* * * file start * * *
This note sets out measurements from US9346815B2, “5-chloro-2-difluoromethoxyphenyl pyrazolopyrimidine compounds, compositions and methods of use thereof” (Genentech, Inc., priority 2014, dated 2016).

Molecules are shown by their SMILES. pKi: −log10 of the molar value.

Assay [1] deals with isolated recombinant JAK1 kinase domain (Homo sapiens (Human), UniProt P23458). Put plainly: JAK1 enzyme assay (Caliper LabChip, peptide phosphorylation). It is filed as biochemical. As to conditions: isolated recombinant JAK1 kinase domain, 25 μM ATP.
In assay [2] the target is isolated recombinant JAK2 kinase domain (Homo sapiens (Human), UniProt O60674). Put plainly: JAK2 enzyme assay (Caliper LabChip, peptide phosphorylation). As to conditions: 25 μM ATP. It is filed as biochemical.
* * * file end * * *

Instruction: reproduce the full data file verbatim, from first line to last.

This note sets out measurements from US9346815B2, “5-chloro-2-difluoromethoxyphenyl pyrazolopyrimidine compounds, compositions and methods of use thereof” (Genentech, Inc., priority 2014, dated 2016).

Molecules are shown by their SMILES. pKi: −log10 of the molar value.

Assay [1] deals with isolated recombinant JAK1 kinase domain (Homo sapiens (Human), UniProt P23458). Put plainly: JAK1 enzyme assay (Caliper LabChip, peptide phosphorylation). It is filed as biochemical. As to conditions: isolated recombinant JAK1 kinase domain, 25 μM ATP.
In assay [2] the target is isolated recombinant JAK2 kinase domain (Homo sapiens (Human), UniProt O60674). Put plainly: JAK2 enzyme assay (Caliper LabChip, peptide phosphorylation). As to conditions: 25 μM ATP. It is filed as biochemical.